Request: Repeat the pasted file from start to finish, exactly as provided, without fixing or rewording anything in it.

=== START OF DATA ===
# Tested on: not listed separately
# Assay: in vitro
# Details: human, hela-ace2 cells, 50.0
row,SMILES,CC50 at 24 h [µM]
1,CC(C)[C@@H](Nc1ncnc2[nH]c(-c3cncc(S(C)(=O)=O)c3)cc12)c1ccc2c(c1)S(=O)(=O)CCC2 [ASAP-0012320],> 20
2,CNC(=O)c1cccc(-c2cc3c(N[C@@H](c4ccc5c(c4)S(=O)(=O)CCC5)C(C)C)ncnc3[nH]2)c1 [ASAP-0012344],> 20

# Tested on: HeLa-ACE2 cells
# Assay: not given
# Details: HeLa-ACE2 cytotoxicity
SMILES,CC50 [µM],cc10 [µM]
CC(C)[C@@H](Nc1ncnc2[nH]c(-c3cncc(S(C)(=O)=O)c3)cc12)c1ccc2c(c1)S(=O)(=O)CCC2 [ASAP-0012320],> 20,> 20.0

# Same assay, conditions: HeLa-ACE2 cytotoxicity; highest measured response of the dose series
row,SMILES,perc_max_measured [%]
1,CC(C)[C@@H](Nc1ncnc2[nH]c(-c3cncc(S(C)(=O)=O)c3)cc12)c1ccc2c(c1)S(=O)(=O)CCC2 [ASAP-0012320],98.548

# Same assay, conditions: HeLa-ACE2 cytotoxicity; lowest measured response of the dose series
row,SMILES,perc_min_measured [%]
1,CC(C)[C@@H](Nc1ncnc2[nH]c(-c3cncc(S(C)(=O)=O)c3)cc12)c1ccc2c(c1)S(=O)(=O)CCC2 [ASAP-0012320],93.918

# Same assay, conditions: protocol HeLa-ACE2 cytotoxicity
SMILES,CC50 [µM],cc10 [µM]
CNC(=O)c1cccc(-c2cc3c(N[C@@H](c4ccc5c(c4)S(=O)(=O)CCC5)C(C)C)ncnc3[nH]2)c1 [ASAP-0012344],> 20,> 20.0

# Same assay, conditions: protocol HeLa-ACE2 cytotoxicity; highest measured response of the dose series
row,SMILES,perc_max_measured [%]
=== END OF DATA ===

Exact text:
# Tested on: not listed separately
# Assay: in vitro
# Details: human, hela-ace2 cells, 50.0
row,SMILES,CC50 at 24 h [µM]
1,CC(C)[C@@H](Nc1ncnc2[nH]c(-c3cncc(S(C)(=O)=O)c3)cc12)c1ccc2c(c1)S(=O)(=O)CCC2 [ASAP-0012320],> 20
2,CNC(=O)c1cccc(-c2cc3c(N[C@@H](c4ccc5c(c4)S(=O)(=O)CCC5)C(C)C)ncnc3[nH]2)c1 [ASAP-0012344],> 20

# Tested on: HeLa-ACE2 cells
# Assay: not given
# Details: HeLa-ACE2 cytotoxicity
SMILES,CC50 [µM],cc10 [µM]
CC(C)[C@@H](Nc1ncnc2[nH]c(-c3cncc(S(C)(=O)=O)c3)cc12)c1ccc2c(c1)S(=O)(=O)CCC2 [ASAP-0012320],> 20,> 20.0

# Same assay, conditions: HeLa-ACE2 cytotoxicity; highest measured response of the dose series
row,SMILES,perc_max_measured [%]
1,CC(C)[C@@H](Nc1ncnc2[nH]c(-c3cncc(S(C)(=O)=O)c3)cc12)c1ccc2c(c1)S(=O)(=O)CCC2 [ASAP-0012320],98.548

# Same assay, conditions: HeLa-ACE2 cytotoxicity; lowest measured response of the dose series
row,SMILES,perc_min_measured [%]
1,CC(C)[C@@H](Nc1ncnc2[nH]c(-c3cncc(S(C)(=O)=O)c3)cc12)c1ccc2c(c1)S(=O)(=O)CCC2 [ASAP-0012320],93.918

# Same assay, conditions: protocol HeLa-ACE2 cytotoxicity
SMILES,CC50 [µM],cc10 [µM]
CNC(=O)c1cccc(-c2cc3c(N[C@@H](c4ccc5c(c4)S(=O)(=O)CCC5)C(C)C)ncnc3[nH]2)c1 [ASAP-0012344],> 20,> 20.0

# Same assay, conditions: protocol HeLa-ACE2 cytotoxicity; highest measured response of the dose series
row,SMILES,perc_max_measured [%]